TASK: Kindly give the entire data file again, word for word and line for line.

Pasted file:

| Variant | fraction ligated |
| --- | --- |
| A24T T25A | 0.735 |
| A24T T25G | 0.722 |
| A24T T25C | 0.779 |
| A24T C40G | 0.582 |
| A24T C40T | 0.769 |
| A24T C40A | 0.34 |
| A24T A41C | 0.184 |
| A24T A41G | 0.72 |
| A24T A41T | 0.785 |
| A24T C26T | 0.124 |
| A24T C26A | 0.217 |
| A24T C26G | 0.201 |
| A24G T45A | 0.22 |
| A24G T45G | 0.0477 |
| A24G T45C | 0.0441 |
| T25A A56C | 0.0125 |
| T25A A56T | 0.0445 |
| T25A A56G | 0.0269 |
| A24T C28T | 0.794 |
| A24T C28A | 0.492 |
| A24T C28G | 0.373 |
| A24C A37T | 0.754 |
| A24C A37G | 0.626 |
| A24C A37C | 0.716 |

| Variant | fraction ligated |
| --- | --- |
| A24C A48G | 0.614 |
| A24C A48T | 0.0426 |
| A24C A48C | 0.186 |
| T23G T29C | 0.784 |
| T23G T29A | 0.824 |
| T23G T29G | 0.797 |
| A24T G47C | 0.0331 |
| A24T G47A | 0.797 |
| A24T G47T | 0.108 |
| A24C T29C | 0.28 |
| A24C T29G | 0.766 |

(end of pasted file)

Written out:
| Variant | fraction ligated |
| --- | --- |
| A24T T25A | 0.735 |
| A24T T25G | 0.722 |
| A24T T25C | 0.779 |
| A24T C40G | 0.582 |
| A24T C40T | 0.769 |
| A24T C40A | 0.34 |
| A24T A41C | 0.184 |
| A24T A41G | 0.72 |
| A24T A41T | 0.785 |
| A24T C26T | 0.124 |
| A24T C26A | 0.217 |
| A24T C26G | 0.201 |
| A24G T45A | 0.22 |
| A24G T45G | 0.0477 |
| A24G T45C | 0.0441 |
| T25A A56C | 0.0125 |
| T25A A56T | 0.0445 |
| T25A A56G | 0.0269 |
| A24T C28T | 0.794 |
| A24T C28A | 0.492 |
| A24T C28G | 0.373 |
| A24C A37T | 0.754 |
| A24C A37G | 0.626 |
| A24C A37C | 0.716 |

| Variant | fraction ligated |
| --- | --- |
| A24C A48G | 0.614 |
| A24C A48T | 0.0426 |
| A24C A48C | 0.186 |
| T23G T29C | 0.784 |
| T23G T29A | 0.824 |
| T23G T29G | 0.797 |
| A24T G47C | 0.0331 |
| A24T G47A | 0.797 |
| A24T G47T | 0.108 |
| A24C T29C | 0.28 |
| A24C T29G | 0.766 |